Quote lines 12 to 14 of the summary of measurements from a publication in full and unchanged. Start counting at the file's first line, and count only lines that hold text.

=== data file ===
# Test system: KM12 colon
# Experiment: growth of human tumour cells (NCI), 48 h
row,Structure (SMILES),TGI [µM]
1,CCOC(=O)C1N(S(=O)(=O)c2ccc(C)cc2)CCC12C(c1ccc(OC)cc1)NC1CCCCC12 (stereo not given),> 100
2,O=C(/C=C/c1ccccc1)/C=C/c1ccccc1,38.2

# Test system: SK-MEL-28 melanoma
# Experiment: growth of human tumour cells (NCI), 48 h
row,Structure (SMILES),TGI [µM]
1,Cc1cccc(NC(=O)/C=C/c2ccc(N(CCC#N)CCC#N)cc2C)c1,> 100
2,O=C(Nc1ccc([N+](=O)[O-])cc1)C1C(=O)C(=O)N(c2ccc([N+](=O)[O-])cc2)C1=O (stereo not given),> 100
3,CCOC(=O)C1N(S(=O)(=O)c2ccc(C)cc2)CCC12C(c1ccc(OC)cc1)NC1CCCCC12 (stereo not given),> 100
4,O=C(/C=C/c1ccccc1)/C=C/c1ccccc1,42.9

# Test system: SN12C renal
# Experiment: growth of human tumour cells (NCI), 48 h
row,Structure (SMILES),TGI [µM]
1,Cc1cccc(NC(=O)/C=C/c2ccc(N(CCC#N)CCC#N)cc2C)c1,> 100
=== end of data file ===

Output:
4,O=C(/C=C/c1ccccc1)/C=C/c1ccccc1,42.9

# Test system: SN12C renal
# Experiment: growth of human tumour cells (NCI), 48 h